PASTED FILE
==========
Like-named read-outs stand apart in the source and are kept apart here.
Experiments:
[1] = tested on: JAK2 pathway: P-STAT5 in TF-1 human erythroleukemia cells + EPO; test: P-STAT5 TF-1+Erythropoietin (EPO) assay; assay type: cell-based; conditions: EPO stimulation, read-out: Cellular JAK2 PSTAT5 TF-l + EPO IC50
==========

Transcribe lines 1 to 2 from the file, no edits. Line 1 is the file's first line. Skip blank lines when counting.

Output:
Like-named read-outs stand apart in the source and are kept apart here.
Experiments: